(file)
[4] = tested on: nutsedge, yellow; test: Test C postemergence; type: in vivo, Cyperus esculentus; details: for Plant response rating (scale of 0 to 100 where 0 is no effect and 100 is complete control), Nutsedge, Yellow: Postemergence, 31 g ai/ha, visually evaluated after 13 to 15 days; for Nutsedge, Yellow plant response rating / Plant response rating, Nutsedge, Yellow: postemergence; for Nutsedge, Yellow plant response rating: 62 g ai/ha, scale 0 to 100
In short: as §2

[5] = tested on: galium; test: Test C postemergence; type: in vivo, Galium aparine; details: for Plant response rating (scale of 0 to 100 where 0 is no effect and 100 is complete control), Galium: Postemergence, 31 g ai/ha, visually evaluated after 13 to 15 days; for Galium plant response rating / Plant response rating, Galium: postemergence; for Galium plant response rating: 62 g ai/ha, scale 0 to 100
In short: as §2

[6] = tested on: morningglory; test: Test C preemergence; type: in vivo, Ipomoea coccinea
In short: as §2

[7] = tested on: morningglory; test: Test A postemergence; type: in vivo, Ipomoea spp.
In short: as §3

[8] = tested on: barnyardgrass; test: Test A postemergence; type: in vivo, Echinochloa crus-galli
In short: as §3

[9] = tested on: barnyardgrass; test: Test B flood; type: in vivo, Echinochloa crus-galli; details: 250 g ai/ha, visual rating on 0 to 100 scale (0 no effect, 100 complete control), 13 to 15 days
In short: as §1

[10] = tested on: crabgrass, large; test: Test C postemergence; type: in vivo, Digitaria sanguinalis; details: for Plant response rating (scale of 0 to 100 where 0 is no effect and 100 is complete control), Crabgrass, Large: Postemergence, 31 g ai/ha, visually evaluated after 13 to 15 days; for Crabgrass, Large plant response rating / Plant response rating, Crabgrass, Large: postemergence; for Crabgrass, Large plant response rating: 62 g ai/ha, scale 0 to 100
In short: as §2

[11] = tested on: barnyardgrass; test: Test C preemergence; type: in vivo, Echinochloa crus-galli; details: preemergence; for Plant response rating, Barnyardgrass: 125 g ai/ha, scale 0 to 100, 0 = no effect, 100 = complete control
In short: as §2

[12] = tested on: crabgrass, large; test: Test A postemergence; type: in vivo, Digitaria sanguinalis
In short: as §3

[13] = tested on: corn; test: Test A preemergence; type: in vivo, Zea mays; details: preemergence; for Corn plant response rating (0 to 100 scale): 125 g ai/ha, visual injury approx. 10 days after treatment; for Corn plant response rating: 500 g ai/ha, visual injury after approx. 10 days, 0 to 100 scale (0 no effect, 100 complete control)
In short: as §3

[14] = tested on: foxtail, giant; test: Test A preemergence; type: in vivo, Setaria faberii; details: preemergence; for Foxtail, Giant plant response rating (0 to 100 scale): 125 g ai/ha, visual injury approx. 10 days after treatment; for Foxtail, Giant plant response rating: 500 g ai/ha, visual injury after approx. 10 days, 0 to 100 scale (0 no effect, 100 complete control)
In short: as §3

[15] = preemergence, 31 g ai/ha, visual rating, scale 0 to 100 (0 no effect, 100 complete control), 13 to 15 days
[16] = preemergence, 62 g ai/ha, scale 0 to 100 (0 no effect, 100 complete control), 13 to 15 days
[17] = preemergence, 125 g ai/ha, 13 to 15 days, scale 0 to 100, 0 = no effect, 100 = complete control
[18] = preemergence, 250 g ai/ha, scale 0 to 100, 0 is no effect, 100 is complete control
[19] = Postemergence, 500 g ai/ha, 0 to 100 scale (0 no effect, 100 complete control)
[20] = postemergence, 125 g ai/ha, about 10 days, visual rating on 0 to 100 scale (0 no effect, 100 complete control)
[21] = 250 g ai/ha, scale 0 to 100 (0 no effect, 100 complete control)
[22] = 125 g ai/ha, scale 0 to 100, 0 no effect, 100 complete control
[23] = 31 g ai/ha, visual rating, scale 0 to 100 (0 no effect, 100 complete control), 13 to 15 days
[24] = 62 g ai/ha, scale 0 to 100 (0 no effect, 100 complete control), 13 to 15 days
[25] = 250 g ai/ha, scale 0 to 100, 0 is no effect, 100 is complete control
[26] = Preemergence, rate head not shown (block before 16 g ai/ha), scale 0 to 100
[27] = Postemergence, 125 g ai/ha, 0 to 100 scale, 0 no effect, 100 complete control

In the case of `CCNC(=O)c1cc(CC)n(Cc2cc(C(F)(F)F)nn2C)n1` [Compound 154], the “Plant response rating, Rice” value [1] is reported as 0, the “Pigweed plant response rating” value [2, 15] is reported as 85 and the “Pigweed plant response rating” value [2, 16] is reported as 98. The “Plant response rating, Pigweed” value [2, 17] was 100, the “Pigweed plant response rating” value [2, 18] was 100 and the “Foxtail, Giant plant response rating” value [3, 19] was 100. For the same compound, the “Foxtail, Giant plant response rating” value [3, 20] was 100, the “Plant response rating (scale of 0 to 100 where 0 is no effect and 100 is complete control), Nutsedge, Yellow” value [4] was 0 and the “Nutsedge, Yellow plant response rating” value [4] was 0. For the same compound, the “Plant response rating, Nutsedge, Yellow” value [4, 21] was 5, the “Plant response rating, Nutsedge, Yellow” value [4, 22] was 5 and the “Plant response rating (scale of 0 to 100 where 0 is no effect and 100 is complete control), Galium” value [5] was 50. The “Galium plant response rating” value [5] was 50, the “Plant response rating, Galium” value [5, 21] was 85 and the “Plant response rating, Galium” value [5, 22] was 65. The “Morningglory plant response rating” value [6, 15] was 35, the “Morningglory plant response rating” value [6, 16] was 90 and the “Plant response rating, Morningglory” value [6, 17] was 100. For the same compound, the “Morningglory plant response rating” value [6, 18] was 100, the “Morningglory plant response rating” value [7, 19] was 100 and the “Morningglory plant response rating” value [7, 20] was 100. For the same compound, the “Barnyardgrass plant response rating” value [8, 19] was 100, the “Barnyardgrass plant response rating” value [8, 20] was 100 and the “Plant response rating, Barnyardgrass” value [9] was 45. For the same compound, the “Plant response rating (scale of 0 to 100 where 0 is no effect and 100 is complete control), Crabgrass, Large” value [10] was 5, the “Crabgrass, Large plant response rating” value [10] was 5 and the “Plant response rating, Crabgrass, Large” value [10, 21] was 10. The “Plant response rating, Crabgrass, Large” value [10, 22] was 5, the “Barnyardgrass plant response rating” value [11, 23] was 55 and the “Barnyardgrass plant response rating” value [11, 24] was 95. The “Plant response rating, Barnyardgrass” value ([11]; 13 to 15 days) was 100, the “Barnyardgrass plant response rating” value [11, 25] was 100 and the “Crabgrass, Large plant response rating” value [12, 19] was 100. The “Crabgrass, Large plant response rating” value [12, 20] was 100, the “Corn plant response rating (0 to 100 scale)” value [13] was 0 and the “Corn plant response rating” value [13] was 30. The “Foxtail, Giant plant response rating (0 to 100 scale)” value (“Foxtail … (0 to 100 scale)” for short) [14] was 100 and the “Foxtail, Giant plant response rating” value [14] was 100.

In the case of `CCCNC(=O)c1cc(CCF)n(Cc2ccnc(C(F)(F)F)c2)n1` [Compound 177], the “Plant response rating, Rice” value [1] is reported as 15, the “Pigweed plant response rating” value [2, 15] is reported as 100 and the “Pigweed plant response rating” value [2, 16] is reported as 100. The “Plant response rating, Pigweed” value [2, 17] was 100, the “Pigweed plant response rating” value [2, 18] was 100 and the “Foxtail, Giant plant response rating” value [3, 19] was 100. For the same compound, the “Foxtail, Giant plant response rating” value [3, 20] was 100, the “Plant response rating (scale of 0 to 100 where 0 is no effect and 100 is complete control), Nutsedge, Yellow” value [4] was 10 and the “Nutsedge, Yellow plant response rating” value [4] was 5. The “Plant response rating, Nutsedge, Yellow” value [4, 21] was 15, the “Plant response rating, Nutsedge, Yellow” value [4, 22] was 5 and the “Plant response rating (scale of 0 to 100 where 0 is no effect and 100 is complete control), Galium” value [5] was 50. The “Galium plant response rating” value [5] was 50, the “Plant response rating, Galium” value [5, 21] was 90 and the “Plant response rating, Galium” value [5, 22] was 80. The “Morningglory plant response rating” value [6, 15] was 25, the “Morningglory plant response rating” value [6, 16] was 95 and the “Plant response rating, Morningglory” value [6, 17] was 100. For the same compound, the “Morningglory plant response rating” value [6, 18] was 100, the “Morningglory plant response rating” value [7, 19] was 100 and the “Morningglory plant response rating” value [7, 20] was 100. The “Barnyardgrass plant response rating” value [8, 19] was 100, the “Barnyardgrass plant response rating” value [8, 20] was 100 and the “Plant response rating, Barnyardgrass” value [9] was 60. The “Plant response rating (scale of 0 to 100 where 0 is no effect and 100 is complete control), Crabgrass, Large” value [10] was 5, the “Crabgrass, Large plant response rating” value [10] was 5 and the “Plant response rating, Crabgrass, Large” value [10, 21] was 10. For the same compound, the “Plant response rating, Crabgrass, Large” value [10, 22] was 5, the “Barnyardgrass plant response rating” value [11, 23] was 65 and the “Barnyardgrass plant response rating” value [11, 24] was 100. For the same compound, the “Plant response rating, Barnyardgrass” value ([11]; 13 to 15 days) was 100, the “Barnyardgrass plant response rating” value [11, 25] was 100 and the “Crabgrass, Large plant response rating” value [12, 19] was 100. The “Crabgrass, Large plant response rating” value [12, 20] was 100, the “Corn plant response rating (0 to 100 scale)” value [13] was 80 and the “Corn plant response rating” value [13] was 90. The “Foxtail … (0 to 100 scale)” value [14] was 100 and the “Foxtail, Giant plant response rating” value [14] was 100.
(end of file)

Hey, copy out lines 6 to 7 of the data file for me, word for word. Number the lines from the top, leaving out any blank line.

In short: as §2

[7] = tested on: morningglory; test: Test A postemergence; type: in vivo, Ipomoea spp.